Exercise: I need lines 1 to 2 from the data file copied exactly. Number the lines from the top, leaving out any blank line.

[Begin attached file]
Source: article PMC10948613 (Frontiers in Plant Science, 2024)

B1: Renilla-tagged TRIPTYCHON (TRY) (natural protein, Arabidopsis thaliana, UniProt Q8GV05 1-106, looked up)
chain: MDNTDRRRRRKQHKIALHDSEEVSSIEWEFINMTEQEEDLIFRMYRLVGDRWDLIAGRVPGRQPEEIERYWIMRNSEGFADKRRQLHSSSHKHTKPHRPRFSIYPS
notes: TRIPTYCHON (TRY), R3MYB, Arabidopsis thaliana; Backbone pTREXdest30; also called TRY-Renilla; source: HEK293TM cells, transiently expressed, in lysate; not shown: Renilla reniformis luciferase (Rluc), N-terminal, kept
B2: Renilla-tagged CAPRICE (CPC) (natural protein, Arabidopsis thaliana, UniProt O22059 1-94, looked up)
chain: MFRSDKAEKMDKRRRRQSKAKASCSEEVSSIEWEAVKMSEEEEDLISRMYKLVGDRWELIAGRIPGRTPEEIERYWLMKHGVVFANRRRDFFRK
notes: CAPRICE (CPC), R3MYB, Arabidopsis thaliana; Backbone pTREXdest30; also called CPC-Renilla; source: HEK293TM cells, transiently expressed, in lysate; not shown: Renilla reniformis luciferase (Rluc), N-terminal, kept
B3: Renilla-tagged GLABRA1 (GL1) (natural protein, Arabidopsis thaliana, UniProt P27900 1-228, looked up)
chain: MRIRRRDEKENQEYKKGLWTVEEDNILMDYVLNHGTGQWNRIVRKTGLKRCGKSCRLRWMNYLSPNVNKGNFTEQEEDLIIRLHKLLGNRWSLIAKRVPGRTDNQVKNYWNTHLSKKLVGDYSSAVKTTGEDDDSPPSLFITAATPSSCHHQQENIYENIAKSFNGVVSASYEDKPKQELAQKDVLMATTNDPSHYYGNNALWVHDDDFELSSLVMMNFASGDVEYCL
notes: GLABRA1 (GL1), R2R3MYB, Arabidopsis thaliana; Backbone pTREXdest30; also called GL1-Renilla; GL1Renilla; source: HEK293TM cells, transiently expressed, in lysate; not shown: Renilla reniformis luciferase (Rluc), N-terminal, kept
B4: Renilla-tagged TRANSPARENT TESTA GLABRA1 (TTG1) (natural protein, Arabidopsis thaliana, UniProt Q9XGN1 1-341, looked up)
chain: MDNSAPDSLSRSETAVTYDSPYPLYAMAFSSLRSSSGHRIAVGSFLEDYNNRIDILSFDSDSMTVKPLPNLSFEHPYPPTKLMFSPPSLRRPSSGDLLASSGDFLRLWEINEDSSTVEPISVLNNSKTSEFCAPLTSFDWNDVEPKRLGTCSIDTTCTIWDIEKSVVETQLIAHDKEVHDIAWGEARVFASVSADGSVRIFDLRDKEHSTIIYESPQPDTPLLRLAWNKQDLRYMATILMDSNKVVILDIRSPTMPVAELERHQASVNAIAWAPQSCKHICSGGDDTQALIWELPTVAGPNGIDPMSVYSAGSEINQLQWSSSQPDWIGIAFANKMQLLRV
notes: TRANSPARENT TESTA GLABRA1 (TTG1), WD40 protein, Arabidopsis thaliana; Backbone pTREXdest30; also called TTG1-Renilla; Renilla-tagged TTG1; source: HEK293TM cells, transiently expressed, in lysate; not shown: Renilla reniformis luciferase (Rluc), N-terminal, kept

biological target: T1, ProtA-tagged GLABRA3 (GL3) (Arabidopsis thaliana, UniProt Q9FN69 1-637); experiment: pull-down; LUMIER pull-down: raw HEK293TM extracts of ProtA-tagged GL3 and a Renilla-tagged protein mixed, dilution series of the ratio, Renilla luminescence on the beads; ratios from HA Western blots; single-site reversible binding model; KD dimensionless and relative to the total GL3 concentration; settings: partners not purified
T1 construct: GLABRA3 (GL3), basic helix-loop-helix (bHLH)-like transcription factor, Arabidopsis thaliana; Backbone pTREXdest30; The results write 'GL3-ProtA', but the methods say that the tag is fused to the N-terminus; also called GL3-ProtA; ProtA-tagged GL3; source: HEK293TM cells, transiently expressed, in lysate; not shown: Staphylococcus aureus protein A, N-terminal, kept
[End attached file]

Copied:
Source: article PMC10948613 (Frontiers in Plant Science, 2024)

B1: Renilla-tagged TRIPTYCHON (TRY) (natural protein, Arabidopsis thaliana, UniProt Q8GV05 1-106, looked up)